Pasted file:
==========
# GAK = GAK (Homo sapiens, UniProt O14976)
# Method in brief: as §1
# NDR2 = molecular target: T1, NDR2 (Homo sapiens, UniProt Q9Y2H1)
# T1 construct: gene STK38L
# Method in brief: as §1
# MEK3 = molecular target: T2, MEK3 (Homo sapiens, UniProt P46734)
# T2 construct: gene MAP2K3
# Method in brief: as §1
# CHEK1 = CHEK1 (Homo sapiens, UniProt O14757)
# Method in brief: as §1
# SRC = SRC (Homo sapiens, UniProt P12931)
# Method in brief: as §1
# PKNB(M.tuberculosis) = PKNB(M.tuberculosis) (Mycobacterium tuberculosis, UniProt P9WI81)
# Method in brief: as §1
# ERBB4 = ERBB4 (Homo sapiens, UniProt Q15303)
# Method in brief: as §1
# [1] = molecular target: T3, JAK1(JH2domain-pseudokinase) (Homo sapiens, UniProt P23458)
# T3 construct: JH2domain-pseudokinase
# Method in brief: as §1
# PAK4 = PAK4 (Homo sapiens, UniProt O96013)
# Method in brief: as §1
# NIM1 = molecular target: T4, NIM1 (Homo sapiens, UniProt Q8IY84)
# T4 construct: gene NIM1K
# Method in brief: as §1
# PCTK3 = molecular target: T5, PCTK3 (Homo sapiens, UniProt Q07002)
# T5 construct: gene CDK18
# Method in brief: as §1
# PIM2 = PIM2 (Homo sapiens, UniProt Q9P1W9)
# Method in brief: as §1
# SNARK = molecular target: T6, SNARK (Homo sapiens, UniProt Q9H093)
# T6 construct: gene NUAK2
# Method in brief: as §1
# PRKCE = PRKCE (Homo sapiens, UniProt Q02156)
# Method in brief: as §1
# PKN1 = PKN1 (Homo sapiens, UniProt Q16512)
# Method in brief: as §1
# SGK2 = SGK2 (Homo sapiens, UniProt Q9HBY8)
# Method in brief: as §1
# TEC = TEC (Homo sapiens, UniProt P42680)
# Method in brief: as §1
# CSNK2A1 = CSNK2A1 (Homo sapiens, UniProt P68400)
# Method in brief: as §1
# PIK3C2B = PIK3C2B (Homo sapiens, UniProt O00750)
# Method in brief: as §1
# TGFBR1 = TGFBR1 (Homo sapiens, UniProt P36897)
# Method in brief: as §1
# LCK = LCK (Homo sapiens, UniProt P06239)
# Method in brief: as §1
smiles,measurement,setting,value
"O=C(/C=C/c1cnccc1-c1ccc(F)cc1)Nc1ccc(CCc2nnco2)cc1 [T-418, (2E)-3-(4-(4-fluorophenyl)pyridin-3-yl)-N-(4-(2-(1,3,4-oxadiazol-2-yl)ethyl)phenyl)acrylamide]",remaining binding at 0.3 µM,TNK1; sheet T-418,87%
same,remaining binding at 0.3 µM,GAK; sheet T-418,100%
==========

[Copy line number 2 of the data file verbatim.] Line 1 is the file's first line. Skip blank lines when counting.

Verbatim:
# Method in brief: as §1